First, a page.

Fuel pump.


The original fuel pump for the Passat g60 Syncro is this:

Swirl pot: 357 919 051 H

With this, avionic quality, two stage, (3-4bar, less current consumption, more power with lower rpm, less noise, less wear), pump:

1HO 919 651 Q
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specs (red rectangular)
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The stainless steel, heavy duty, main impeller.

The 293.000 km collector. (Here one of  low km).

The only deficiency: the elastic parts, membranes and hinges, last less, (than 25 years):

Pump bottom with destroyed membrane..

The destroyed upper membrane.

It seems that the membranes are used to seal the two stages, in order to avoid the 1/4 syndrome, when a car stalls with only the 1/4 of the fuel capacity.
The same problem is apparent in fast right turns, even with more than 1/4 fuel, if the membranes are broken.

The question arises when the time for change comes: replace with the same, heavy duty, having, proved, 25 years of life, (or ~ 290.000 km), die-hard, pump?



So... I decided against the original solution thinking that it is better to have, potentially, a lower expectation  about MTBF, (mean time before failure), but a crystal clear image about what is going on. 

I believe that it is better to have a fuel pump which  immediately and clearly gives all the necessary information about what is going on, even if will last less, than one which works perfectly, for a very long period of time, but has elastic membranes, which you do not know when are going to deteriorate, causing symptoms similar to many other failures. 

Saying these, my decision went for a single stage 4 bar  Bosch fuel pump, with a new swirl pot, since it is not compatible to the original one.


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And as a kit with the swirl pot:

with the necessary for the installation 


without membranes

A made in Brazil product....Time will saw if this has  it's negatives.

After a thorough cleaning of the fuel tank, (much more cleaner than it expected after ~ 25 years of use, found parts of the diluted elastic membranes and a minuscule amount of metal raspings),   installation procedure:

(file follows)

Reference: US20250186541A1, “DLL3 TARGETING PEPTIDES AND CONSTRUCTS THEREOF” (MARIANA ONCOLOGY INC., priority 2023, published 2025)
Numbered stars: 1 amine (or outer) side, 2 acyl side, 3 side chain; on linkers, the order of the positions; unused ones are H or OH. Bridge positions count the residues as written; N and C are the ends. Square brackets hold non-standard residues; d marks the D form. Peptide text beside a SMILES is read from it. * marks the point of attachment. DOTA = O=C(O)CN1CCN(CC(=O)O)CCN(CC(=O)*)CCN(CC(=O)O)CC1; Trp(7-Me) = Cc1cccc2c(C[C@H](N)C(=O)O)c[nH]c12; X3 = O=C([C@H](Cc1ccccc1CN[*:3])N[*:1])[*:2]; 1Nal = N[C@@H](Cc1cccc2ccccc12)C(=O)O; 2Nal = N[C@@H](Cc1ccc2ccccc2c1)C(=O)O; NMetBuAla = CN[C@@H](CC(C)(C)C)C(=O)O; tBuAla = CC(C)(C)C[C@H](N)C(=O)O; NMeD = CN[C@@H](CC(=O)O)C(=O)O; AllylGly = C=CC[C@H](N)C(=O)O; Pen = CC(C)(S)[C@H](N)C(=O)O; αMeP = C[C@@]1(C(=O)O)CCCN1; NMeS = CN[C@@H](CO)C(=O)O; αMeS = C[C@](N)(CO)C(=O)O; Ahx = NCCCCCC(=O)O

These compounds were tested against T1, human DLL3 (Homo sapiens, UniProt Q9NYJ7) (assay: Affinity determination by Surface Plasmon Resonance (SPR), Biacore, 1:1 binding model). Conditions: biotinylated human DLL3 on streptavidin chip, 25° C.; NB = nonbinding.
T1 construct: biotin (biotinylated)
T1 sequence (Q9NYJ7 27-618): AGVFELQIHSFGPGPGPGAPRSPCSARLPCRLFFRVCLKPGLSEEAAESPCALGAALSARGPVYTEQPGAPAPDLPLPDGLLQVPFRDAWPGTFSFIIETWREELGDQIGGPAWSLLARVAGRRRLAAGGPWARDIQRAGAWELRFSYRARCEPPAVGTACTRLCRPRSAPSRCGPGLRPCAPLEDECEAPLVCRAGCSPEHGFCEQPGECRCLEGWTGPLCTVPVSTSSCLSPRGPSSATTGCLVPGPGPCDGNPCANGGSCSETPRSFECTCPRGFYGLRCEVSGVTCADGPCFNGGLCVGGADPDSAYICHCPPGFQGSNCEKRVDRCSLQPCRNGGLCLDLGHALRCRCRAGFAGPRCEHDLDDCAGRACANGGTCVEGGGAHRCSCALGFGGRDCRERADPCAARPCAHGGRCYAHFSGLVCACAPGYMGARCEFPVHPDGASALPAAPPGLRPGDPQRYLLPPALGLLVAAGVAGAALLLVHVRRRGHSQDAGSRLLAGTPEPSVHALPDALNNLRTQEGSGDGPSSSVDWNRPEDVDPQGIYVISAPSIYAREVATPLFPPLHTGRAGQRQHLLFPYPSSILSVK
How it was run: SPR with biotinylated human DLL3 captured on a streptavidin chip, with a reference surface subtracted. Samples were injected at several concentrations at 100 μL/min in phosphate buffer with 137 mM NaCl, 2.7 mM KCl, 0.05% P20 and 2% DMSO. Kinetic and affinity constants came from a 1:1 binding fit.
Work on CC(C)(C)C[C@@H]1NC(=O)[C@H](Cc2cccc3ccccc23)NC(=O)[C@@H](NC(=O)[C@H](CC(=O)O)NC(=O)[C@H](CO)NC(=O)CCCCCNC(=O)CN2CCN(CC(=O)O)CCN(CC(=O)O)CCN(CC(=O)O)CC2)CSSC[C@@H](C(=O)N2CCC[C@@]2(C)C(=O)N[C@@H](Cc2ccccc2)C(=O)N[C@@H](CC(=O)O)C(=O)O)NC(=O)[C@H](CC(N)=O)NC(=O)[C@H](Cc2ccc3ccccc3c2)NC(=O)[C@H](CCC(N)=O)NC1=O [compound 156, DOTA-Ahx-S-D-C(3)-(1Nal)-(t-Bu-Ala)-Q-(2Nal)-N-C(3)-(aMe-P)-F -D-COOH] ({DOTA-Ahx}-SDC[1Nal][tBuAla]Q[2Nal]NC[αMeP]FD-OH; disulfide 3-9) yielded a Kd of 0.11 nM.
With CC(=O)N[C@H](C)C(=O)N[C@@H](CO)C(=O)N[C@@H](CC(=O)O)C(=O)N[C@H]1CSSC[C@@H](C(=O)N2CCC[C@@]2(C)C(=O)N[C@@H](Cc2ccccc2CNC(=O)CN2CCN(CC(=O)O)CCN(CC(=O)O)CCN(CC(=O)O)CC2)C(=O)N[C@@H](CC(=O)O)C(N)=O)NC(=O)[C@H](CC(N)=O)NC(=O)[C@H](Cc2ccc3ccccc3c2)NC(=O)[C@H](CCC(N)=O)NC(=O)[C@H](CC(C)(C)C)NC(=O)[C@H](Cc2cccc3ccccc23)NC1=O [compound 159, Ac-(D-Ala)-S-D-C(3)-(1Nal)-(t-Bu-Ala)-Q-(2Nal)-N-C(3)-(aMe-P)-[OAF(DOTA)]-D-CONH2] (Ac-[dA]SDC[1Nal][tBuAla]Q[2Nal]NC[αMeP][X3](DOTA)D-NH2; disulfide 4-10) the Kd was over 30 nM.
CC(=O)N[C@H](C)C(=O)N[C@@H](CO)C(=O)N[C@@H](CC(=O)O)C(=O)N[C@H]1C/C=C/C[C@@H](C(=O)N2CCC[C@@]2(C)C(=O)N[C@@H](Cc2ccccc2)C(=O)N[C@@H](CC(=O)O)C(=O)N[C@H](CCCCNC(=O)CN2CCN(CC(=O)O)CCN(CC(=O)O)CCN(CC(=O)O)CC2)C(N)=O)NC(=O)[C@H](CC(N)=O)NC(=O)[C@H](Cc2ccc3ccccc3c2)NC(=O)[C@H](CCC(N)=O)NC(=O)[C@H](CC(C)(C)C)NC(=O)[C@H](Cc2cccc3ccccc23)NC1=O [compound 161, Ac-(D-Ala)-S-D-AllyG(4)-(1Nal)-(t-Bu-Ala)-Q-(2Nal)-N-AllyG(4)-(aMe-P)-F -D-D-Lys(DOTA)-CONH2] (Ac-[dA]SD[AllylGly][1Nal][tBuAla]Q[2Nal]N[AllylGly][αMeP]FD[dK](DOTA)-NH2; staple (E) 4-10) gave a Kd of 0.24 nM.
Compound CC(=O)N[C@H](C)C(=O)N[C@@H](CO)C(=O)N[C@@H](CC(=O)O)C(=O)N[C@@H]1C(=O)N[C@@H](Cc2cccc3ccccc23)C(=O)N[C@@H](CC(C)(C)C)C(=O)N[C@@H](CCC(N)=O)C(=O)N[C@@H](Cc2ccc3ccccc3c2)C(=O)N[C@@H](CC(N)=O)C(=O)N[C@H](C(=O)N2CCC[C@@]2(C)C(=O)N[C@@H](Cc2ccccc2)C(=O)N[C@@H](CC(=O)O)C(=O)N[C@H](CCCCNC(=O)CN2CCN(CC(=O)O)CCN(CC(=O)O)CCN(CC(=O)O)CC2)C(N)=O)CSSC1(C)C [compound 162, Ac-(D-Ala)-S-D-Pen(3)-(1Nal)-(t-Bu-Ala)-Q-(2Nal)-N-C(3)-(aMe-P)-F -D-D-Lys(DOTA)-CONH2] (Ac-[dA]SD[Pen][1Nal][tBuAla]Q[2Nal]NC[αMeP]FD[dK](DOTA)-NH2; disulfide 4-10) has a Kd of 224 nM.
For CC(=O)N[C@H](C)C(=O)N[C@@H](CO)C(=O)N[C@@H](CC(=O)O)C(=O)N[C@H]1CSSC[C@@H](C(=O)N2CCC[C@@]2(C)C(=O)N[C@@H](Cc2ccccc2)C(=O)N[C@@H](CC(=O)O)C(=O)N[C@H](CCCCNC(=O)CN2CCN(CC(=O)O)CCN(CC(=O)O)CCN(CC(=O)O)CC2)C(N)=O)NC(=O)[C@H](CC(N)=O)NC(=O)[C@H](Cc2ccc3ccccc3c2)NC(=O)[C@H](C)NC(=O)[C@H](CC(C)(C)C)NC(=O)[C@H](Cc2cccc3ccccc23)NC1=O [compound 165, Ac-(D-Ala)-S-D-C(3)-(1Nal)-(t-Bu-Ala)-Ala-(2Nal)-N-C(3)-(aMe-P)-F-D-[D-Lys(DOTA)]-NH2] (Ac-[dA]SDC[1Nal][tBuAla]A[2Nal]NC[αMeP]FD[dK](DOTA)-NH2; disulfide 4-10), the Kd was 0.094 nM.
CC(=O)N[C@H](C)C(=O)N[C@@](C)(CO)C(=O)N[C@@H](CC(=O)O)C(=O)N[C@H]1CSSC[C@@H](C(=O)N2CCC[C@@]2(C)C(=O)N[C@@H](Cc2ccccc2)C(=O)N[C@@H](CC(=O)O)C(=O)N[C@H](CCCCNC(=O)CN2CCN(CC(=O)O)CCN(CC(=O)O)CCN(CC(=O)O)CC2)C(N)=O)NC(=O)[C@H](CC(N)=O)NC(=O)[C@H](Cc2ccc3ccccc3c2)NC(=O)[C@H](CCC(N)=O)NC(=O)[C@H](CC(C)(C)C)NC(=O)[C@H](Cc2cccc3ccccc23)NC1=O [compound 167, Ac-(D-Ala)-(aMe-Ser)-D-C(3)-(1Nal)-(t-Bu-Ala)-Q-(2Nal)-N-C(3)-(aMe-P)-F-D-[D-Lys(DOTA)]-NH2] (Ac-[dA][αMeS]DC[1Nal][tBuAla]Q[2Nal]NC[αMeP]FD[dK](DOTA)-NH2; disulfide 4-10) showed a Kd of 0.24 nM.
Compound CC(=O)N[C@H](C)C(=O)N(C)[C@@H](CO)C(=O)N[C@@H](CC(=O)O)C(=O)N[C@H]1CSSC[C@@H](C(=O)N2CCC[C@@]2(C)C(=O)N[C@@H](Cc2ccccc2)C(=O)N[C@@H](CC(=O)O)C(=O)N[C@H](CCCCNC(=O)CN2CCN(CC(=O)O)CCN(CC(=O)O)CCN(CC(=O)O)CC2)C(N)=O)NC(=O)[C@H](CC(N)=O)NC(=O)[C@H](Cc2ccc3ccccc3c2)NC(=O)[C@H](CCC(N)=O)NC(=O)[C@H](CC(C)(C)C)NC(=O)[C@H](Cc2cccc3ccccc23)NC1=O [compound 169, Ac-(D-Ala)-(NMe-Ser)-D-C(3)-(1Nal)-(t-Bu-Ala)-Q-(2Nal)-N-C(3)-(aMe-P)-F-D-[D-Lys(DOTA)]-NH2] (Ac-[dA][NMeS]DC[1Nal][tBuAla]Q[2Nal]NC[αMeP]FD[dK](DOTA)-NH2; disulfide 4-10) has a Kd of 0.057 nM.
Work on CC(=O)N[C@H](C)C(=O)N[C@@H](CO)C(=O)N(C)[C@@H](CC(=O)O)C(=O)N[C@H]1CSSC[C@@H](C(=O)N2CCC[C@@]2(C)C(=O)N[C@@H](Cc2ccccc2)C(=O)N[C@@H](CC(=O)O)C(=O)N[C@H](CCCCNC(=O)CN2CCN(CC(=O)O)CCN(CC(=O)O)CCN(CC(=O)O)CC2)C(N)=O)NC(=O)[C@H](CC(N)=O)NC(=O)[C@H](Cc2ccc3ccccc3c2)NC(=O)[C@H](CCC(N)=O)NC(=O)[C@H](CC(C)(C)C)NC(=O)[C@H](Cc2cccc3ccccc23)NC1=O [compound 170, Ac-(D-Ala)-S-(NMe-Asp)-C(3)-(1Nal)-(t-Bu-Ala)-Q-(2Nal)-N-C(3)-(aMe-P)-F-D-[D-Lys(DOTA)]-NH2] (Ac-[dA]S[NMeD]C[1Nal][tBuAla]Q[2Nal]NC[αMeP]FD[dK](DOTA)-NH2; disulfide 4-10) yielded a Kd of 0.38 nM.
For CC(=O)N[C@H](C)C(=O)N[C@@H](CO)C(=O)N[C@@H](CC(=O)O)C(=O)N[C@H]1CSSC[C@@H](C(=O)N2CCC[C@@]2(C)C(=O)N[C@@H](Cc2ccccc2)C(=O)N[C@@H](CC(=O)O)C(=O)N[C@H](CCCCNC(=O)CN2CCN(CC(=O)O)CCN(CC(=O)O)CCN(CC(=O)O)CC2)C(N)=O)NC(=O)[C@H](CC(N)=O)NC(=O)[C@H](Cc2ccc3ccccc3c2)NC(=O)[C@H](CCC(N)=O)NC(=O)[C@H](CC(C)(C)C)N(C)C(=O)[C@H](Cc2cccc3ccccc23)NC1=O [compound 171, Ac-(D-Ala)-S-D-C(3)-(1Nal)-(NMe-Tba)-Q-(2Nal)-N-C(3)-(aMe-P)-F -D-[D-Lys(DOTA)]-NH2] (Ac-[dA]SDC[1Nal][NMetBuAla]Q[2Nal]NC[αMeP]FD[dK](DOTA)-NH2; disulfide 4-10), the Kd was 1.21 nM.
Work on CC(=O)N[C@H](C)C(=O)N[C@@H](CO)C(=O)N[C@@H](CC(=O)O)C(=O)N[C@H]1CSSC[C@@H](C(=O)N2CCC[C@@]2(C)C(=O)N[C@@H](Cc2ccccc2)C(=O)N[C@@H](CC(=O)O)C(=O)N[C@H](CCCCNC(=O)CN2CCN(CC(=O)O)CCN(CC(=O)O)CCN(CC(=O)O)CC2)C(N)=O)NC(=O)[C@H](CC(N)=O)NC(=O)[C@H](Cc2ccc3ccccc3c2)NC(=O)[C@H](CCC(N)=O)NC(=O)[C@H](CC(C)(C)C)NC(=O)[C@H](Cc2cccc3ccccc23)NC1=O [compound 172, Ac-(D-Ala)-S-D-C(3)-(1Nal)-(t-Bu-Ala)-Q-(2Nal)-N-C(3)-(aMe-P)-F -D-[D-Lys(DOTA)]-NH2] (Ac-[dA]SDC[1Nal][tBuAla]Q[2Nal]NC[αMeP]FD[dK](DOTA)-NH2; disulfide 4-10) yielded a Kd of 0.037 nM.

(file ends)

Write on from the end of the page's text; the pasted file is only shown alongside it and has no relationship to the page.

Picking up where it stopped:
#1 The top part of the original pump must be used, since the BOSCH swirl pot comes without it.

#2 The original signal sender must be used, since the BOSCH swirl pot comes without it. But unlike the top part, this must be modified and adjusted, (slope), in order to be operational.

Previously, I had to do something to the senders lamella whose the platinum contacts found finished:

The solution to renew this essential part was to flip over it, adjusting both, the pretension and the azimuth, smoothing the rear side of the contacts to be ready for their new duties:

Here goes the sender:

 A siting base was necessary...

...and two screws.

Adjusting the slope of the sender.

By the trial and error method found that the multi meter must give values between 270 - 300 Ω. 
Setting it to 270 Ω gave a final measurement of 300 Ω after the installation. 

The arm must not touch the bottom of the fuel tank otherwise than  the intended pad.

Ready for the installation.

First impressions:

#1 The no membranes swirl pot has some braces for the pump which look fragile...

#2 When the pump is priming, you can here the noise... (o.k., helpful as an instant operational check). 

#3 So simple architecture... (why the Pierburg is so more complicated)...

#4 Very well and tight fit into the fuel tank. Better than the original's.

#5 Perfect operation, no hesitations of any kind when driving, even with a very low fuel level, even at high rpm.

And the strange:

The above document is from the 2008-2009 BOSCH of Australia. The specs for the F 000 TE0 111 repair kit, (and for the inner pump), are 400 kpa, (=4 bar), and 100 l/h, values which are identical to the original Pierburg's.

The pump inside the kit has this code number: 0 580 453 606

The next is a document from the 2010 BOSCH do Brazil:

Here we can see the 0 580 453 606 pump of the specific kit as giving  4 bar but at 90 l/h.

But, from the same, do Brazil, document we can see:

So the kit with the code number: F 000 TE0 111, here has other specs which now are 3 bar and 105 l/h!

Starting from the same point, for the same product, with the same code number, there are three different manufacturer's...opinions!

BOSCH announces:

          (translated from the Italian)